Simply put, this information is something that we can use to our advantage to get more traffic from Google.

Yandex vs Google

As I said, a lot of these ranking factors are possibly quite similar to the signals that Google uses for search.

Yandex’s algorithm shows a RankBrain analog: MatrixNext. It also seems that they are using PageRank (almost the same way as Google does), and a lot of their text algorithms are the same. Interestingly, there are also a lot of ex-Googlers working in Yandex. 

So, reviewing these factors and understanding how they play into search rankings and traffic will provide some very useful insights into how search engines like Google work. No doubt, this new trove of information will greatly influence the SEO market in the months to come. 

That said, Yandex isn’t Google. The chances of Google having the exact same list of ranking factors is low — and Google may not even give that signal the same amount of weight that Yandex does. 

Still, it’s information that potentially will be useful for driving traffic, so make sure to take a look at them here (before it’s scrubbed from the internet forever).

An early analysis of ranking factors

Many of their ranking factors are as expected. These include:

  • Many link-related factors (e.g., age, relevancy, etc.).
  • Content relevance, age, and freshness.
  • Host reliability
  • End-user behavior signals.

Some sites also get preference (such as Wikipedia). FI_VISITS_FROM_WIKI even shows that sites that are referenced by Wikipedia get plus points.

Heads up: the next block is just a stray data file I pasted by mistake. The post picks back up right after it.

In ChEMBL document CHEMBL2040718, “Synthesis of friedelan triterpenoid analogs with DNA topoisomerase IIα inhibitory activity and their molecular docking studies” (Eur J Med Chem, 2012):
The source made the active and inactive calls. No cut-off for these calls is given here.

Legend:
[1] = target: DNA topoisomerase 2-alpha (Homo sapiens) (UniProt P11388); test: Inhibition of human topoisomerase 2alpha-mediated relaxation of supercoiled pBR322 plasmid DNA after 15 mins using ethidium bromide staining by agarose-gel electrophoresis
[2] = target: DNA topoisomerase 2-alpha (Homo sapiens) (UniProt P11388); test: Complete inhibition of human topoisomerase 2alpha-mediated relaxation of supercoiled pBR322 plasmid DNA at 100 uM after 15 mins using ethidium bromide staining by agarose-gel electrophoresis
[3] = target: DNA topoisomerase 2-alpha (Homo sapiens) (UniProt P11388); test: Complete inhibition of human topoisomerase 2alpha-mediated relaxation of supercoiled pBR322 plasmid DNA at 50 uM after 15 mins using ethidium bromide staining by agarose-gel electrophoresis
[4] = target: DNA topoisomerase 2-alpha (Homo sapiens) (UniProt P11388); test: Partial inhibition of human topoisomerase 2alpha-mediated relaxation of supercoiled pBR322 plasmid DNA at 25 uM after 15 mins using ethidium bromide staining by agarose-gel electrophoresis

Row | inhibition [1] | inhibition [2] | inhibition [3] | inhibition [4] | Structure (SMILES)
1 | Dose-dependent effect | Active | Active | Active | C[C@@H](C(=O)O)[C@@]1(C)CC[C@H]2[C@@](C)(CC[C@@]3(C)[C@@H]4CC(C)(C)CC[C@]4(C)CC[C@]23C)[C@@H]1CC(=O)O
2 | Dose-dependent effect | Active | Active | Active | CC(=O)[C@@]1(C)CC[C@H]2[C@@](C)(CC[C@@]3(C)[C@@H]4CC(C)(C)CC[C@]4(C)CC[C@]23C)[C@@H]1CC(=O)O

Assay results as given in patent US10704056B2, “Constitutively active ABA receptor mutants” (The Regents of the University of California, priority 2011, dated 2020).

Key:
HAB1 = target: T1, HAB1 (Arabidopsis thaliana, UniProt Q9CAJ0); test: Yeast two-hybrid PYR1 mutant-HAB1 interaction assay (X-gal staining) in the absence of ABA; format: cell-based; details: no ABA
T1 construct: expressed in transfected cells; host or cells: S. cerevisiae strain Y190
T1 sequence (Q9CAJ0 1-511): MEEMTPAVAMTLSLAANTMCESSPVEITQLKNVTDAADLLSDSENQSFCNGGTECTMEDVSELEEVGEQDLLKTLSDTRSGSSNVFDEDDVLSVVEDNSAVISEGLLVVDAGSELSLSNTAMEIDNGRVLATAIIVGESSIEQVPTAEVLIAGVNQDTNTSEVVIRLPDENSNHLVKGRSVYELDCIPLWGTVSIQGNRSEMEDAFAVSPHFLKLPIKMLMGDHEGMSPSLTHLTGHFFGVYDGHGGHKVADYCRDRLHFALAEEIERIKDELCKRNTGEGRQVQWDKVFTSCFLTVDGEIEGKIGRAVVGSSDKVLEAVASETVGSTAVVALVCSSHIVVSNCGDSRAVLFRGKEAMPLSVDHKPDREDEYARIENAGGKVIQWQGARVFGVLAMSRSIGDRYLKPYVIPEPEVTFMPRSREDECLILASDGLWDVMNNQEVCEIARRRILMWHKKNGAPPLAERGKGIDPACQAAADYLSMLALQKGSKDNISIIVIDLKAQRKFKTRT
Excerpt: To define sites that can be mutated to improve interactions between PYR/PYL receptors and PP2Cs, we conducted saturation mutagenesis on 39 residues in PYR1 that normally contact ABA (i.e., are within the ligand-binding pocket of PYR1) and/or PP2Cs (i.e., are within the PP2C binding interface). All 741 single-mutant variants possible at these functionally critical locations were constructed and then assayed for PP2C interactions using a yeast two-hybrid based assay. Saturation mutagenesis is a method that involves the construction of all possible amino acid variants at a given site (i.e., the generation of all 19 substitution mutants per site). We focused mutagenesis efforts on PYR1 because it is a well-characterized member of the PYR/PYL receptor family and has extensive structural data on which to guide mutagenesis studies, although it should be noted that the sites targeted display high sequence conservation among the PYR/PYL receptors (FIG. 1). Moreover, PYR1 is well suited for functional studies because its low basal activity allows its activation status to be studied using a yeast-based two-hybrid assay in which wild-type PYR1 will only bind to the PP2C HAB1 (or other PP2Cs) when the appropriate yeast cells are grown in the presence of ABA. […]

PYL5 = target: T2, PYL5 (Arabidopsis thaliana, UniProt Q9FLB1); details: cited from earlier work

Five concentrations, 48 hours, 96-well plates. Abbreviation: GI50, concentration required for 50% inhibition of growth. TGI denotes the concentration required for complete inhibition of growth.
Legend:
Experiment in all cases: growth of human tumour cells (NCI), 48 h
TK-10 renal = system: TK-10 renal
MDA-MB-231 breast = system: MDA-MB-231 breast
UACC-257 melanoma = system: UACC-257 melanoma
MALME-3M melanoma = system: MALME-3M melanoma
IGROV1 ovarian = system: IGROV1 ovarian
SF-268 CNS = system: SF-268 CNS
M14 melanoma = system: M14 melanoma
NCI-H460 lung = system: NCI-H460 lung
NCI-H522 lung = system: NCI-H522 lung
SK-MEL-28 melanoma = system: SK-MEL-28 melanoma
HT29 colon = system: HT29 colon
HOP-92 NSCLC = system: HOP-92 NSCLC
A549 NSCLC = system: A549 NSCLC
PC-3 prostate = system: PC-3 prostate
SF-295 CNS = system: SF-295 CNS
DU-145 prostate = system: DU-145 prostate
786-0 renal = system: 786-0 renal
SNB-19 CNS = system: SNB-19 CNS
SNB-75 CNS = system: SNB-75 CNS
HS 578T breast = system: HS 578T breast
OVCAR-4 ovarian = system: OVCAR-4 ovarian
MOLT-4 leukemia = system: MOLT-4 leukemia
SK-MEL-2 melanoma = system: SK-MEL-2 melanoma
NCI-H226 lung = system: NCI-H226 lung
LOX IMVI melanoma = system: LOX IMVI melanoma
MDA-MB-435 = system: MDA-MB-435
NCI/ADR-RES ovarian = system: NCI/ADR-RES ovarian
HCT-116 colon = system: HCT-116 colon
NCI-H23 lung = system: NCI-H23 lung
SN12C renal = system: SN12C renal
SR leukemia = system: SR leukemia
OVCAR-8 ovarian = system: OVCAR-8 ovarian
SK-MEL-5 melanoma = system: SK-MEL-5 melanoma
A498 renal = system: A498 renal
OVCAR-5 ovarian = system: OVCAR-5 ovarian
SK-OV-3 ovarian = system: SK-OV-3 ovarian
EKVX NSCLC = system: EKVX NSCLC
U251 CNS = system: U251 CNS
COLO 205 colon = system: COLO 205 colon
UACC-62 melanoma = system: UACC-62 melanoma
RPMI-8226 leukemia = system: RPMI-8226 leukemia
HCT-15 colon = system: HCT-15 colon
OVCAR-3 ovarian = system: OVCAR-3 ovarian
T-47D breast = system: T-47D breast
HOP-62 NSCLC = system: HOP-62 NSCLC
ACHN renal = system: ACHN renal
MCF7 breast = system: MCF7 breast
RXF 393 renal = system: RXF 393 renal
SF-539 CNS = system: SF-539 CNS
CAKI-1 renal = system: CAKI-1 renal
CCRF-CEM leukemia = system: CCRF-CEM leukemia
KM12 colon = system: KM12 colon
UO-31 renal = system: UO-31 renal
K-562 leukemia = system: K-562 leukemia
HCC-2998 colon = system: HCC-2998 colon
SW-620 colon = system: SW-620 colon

These are all things that we already know.

But something interesting: there were several factors that I and other SEOs found unusual, such as PageRank being the 17th highest weighted factor in Yandex, and the 19th highest weighted factor being query-document relevance (in other words, how close they match thematically). There’s also karma for likely spam hosts, based on Whois information.

Other interesting factors are the average domain ranking across queries, percent of organic traffic, and the number of unique visitors.

You can also use this Yandex Search Ranking Factor Explorer, created by Rob Ousbey, to search through the various ranking factors.

The possible negative ranking factors:

Here’s my thoughts on Yandex’s factors that I found interesting: 

FI_ADV: -0.2509284637 — this factor means having tons of adverts scattered around your page and buying PPC can affect rankings. 

FI_DATER_AGE: -0.2074373667 — this one evaluates content age, and whether your article is more than 10 years old, or if there’s no determinable date. Date metadata is important. 

FI_COMM_LINKS_SEO_HOSTS: -0.1809636391 — this can be a negative factor if you have too much commercial anchor text, particularly if the proportion of such links goes above 50%. Pay attention to anchor text distribution. I’ve written a guide on how to effectively use anchor texts if you need some help on this. 

FI_RANK_ARTROZ — outdated, poorly written text will bring your rankings down. Go through your site and give your content a refresh. FI_WORD_COUNT also shows that the number of words matter, so avoid having low-content pages.

FI_URL_HAS_NO_DIGITS, FI_NUM_SLASHES, FI_FULL_URL_FRACTION — urls shouldn’t have digits, too many slashes (too much hierarchy), and of course contain your targeted keyword.